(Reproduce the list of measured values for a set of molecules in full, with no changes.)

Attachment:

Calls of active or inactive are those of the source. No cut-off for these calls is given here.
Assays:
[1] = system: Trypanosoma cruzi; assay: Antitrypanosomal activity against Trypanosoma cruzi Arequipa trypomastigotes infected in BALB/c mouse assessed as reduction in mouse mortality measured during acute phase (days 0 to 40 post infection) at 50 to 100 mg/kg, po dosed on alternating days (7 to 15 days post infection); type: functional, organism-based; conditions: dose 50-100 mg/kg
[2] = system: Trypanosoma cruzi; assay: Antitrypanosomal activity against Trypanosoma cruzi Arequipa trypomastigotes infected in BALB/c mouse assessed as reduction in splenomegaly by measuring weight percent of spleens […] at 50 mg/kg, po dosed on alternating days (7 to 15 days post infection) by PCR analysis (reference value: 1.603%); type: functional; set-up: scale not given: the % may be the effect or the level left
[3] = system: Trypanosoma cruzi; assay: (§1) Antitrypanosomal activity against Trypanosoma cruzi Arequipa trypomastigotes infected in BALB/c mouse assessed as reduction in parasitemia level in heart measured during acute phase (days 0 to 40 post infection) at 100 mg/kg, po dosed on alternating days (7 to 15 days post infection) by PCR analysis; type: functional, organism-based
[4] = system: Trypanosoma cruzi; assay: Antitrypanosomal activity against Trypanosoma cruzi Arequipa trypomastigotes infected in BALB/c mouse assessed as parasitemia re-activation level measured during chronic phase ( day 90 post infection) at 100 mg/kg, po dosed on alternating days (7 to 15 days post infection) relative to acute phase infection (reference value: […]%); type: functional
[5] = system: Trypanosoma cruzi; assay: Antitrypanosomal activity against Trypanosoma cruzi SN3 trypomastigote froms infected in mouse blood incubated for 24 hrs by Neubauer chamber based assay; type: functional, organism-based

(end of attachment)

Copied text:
Calls of active or inactive are those of the source. No cut-off for these calls is given here.
Assays:
[1] = system: Trypanosoma cruzi; assay: Antitrypanosomal activity against Trypanosoma cruzi Arequipa trypomastigotes infected in BALB/c mouse assessed as reduction in mouse mortality measured during acute phase (days 0 to 40 post infection) at 50 to 100 mg/kg, po dosed on alternating days (7 to 15 days post infection); type: functional, organism-based; conditions: dose 50-100 mg/kg
[2] = system: Trypanosoma cruzi; assay: Antitrypanosomal activity against Trypanosoma cruzi Arequipa trypomastigotes infected in BALB/c mouse assessed as reduction in splenomegaly by measuring weight percent of spleens […] at 50 mg/kg, po dosed on alternating days (7 to 15 days post infection) by PCR analysis (reference value: 1.603%); type: functional; set-up: scale not given: the % may be the effect or the level left
[3] = system: Trypanosoma cruzi; assay: (§1) Antitrypanosomal activity against Trypanosoma cruzi Arequipa trypomastigotes infected in BALB/c mouse assessed as reduction in parasitemia level in heart measured during acute phase (days 0 to 40 post infection) at 100 mg/kg, po dosed on alternating days (7 to 15 days post infection) by PCR analysis; type: functional, organism-based
[4] = system: Trypanosoma cruzi; assay: Antitrypanosomal activity against Trypanosoma cruzi Arequipa trypomastigotes infected in BALB/c mouse assessed as parasitemia re-activation level measured during chronic phase ( day 90 post infection) at 100 mg/kg, po dosed on alternating days (7 to 15 days post infection) relative to acute phase infection (reference value: […]%); type: functional
[5] = system: Trypanosoma cruzi; assay: Antitrypanosomal activity against Trypanosoma cruzi SN3 trypomastigote froms infected in mouse blood incubated for 24 hrs by Neubauer chamber based assay; type: functional, organism-based